The review of new treatments for a condition that affects 850,000 people was conducted by RAND Europe and investigates the strengths and gaps within the research workforce. It found that far too few people are entering the field of dementia research, with five times more people doing a PhD in cancer fields than in dementia, while retention in the field of dementia is equally poor.
Dr Doug Brown, director of research and development at the Alzheimer’s Society, said: "Dementia research is going from strength to strength in the UK but this report highlights that there are still too few people choosing it as a career, especially those from clinical and care professions. We must build the reputation of dementia research to show that it is one of the most cutting edge areas of research that is poised to make significant advances in the next decade.
"By attracting and retaining more of the very best researchers in dementia, we will be able to significantly speed up progress towards innovative care and that all important cure. Alzheimer’s Society is leading the way to address this challenge. We have recently invested over £6.5 million to support 75 individuals to develop their careers in dementia research and intend to do much more in the years to come."
Alzheimer's Society claims the findings highlight a critical lack of researchers in the care and clinical professions focusing on dementia. Social care bears the main responsibility for supporting people with dementia despite just 2% of dementia researchers being social work specialists.
The Prime Minister's Challenge on Dementia 2020 sets the ambition for “dementia research to be a career opportunity of choice,” but these findings suggest high barriers to academics, clinicians and care professionals pursuing a research career in this area.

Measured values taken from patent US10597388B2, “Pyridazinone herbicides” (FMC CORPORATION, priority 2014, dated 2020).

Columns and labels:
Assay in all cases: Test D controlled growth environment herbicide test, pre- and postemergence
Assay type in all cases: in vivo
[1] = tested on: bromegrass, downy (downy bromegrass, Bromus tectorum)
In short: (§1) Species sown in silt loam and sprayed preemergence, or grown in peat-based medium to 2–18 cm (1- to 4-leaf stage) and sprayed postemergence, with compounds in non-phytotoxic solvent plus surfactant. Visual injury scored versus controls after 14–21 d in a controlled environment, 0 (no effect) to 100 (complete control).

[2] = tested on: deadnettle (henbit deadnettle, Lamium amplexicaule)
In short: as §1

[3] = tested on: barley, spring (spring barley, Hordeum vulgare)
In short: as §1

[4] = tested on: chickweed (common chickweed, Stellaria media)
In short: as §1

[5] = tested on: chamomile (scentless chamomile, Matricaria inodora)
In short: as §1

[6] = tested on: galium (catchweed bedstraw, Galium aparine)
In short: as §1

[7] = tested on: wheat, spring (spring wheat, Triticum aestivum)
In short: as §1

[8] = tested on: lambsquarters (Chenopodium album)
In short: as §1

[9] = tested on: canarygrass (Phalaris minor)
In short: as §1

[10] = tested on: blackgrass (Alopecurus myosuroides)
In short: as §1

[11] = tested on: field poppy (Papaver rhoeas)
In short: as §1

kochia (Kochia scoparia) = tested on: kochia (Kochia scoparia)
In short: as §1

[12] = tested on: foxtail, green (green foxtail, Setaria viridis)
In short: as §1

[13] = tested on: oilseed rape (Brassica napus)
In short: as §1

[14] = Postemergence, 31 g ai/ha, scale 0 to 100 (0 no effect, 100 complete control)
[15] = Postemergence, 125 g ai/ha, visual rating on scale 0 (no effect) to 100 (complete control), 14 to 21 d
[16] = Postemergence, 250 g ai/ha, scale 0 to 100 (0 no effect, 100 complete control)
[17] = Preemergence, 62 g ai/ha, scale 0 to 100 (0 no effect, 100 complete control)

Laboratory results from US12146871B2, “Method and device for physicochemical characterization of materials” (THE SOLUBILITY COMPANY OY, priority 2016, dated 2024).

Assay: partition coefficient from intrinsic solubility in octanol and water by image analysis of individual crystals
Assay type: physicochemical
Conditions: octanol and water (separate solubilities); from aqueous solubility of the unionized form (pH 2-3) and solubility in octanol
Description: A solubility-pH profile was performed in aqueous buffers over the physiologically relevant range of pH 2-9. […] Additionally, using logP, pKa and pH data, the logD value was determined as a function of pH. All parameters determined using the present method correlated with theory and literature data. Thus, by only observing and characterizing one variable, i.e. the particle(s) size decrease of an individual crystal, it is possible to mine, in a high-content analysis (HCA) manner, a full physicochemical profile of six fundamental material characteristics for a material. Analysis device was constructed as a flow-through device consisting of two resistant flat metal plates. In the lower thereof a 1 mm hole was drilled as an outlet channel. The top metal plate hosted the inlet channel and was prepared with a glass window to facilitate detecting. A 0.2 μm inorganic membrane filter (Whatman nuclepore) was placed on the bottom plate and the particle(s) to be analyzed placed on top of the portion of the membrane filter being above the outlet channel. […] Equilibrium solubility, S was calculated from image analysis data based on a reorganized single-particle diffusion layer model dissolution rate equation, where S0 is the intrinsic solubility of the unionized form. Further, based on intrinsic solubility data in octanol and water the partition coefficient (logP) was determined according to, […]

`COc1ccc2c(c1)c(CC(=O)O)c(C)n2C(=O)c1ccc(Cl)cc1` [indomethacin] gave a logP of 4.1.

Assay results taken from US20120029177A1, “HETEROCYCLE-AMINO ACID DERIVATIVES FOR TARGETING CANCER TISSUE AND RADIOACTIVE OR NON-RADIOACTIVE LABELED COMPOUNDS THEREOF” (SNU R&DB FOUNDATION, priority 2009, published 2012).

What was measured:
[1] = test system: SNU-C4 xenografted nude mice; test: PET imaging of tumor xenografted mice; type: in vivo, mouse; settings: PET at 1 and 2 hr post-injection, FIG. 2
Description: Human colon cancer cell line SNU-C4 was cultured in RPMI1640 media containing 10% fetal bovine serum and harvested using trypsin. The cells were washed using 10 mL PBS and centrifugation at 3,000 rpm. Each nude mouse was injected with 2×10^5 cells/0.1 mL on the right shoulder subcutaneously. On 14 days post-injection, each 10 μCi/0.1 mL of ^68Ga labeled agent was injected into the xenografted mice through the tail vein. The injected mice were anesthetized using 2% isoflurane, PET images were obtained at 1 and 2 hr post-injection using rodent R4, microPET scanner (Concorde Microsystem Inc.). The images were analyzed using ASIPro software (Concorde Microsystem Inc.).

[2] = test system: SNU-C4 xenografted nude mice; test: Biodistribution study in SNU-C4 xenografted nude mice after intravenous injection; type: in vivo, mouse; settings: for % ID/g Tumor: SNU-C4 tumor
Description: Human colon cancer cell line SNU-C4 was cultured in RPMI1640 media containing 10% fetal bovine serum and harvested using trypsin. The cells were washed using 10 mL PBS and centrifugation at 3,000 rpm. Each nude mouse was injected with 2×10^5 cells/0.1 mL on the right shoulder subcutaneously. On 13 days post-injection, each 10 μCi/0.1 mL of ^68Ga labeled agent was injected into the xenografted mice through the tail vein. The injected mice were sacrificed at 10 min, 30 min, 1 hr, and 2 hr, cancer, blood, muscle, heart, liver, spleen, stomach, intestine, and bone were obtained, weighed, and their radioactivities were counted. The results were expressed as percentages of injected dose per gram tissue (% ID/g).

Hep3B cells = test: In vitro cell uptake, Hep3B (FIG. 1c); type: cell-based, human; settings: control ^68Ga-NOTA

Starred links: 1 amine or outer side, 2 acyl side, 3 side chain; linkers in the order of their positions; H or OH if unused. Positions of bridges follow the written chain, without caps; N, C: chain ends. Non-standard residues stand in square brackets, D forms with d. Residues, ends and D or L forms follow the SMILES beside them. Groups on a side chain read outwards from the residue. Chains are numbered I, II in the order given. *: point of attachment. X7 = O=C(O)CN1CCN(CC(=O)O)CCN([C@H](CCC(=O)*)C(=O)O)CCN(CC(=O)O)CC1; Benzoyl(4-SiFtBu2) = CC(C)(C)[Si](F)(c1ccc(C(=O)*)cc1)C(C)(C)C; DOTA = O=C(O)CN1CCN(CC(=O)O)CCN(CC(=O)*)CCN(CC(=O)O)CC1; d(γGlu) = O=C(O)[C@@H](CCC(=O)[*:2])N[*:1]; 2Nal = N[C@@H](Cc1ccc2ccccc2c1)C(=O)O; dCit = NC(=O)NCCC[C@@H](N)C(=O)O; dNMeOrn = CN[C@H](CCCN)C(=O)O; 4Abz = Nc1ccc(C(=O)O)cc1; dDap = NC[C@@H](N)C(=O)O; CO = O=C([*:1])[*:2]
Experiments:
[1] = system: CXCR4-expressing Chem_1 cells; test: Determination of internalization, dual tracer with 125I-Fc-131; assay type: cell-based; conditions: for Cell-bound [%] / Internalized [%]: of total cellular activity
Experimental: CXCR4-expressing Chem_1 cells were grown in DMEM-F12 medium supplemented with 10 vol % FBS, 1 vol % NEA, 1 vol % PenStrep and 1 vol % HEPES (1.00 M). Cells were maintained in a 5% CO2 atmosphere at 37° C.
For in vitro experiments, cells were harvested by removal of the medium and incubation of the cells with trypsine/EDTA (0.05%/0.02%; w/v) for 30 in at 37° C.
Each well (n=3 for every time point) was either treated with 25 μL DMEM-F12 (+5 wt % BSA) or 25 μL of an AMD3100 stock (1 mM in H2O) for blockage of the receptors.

Dr Brown has called on the government to help reduce such barriers including:
• The lack of a secure career path for researchers, which is present in many biological and health fields but amplified in dementia due to the relative scarcity of funding
• Too few mid-level positions for post-doctoral researchers to transition to their first independent research post
• A lack of junior-level posts and PhD studentships for allied health and social care professionals to gain experience in dementia research
• A lingering view that there is not much that can be done for people with dementia and that dementia research has faced many setbacks to date.
Alzheimer's Society further urges the government and other research funders to act on the recommendations put forward by the report to address the issues of dementia research capacity by:
• Tackling bottlenecks in the transition from postdoctoral researcher to independent investigator with dementia specific fellowships, rising star programmes and professional skills training
• Attracting more allied health professionals, nurses and social workers to the field through increased funding for dementia care PhDs and advocacy work to raise the profile of dementia research in the NHS
• Increasing diversity in dementia research with grants restricted for novel collaborations between dementia and non-dementia specialists.
In the UK, the cost of dementia to the economy is £26.3 billion, yet less than £74 million – or 0.28% - was spent on research in 2013. Despite this, the review found that the UK ranks second in the world in the amount of dementia research it produces, punching well above its weight considering that the US invests five times more into research in this area.
Dr Sonja Marjanovic from RAND Europe said: “We conducted 40 in-depth interviews with dementia experts and the message was clear. Although the UK does well in many areas of dementia research, there are several issues to be addressed to ensure a strong and sustainable research community.
“Based on our comprehensive analysis, we’ve put forward 10 recommendations that we hope will help equip the UK with the workforce capacity required to make much needed progress for people living with the condition today and in the future.”
Dr Jose Bras, an Alzheimer’s Society Research Fellow at UCL, added: “There isn’t a system in place that allows researchers like me to move from individual fellowships to academic positions. Although this is not a new problem, it creates insecure career paths that are likely driving away some of the bright researchers that the field should do their best to hold on to.”
Read the report in full at www.alzheimers.org.uk